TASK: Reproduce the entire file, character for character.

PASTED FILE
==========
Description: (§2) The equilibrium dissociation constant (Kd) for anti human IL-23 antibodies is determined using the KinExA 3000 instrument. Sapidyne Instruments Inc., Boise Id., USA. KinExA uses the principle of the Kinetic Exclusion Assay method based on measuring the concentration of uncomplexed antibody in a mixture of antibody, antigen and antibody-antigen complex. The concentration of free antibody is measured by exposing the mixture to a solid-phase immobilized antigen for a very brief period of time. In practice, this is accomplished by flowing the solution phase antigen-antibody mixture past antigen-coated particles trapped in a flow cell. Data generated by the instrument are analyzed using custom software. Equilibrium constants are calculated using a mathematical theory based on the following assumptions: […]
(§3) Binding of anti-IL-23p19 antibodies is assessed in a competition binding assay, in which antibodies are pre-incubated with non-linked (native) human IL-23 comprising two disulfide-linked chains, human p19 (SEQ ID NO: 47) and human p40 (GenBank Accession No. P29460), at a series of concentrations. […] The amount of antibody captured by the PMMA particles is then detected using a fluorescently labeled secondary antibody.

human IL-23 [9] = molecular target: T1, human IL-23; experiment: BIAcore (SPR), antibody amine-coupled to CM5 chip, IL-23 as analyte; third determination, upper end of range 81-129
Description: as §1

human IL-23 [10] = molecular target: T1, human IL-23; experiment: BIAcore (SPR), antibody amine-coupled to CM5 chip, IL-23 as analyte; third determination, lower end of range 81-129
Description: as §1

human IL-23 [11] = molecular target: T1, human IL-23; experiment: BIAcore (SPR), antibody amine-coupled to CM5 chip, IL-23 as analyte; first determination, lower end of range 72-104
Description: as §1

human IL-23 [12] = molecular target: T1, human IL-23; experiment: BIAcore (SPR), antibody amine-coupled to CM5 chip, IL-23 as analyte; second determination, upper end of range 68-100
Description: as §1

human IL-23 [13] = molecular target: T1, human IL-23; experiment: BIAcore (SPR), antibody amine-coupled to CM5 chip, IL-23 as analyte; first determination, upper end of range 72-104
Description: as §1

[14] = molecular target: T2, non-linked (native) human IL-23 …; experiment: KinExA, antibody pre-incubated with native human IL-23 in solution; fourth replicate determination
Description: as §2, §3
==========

Description: (§2) The equilibrium dissociation constant (Kd) for anti human IL-23 antibodies is determined using the KinExA 3000 instrument. Sapidyne Instruments Inc., Boise Id., USA. KinExA uses the principle of the Kinetic Exclusion Assay method based on measuring the concentration of uncomplexed antibody in a mixture of antibody, antigen and antibody-antigen complex. The concentration of free antibody is measured by exposing the mixture to a solid-phase immobilized antigen for a very brief period of time. In practice, this is accomplished by flowing the solution phase antigen-antibody mixture past antigen-coated particles trapped in a flow cell. Data generated by the instrument are analyzed using custom software. Equilibrium constants are calculated using a mathematical theory based on the following assumptions: […]
(§3) Binding of anti-IL-23p19 antibodies is assessed in a competition binding assay, in which antibodies are pre-incubated with non-linked (native) human IL-23 comprising two disulfide-linked chains, human p19 (SEQ ID NO: 47) and human p40 (GenBank Accession No. P29460), at a series of concentrations. […] The amount of antibody captured by the PMMA particles is then detected using a fluorescently labeled secondary antibody.

human IL-23 [9] = molecular target: T1, human IL-23; experiment: BIAcore (SPR), antibody amine-coupled to CM5 chip, IL-23 as analyte; third determination, upper end of range 81-129
Description: as §1

human IL-23 [10] = molecular target: T1, human IL-23; experiment: BIAcore (SPR), antibody amine-coupled to CM5 chip, IL-23 as analyte; third determination, lower end of range 81-129
Description: as §1

human IL-23 [11] = molecular target: T1, human IL-23; experiment: BIAcore (SPR), antibody amine-coupled to CM5 chip, IL-23 as analyte; first determination, lower end of range 72-104
Description: as §1

human IL-23 [12] = molecular target: T1, human IL-23; experiment: BIAcore (SPR), antibody amine-coupled to CM5 chip, IL-23 as analyte; second determination, upper end of range 68-100
Description: as §1

human IL-23 [13] = molecular target: T1, human IL-23; experiment: BIAcore (SPR), antibody amine-coupled to CM5 chip, IL-23 as analyte; first determination, upper end of range 72-104
Description: as §1

[14] = molecular target: T2, non-linked (native) human IL-23 …; experiment: KinExA, antibody pre-incubated with native human IL-23 in solution; fourth replicate determination
Description: as §2, §3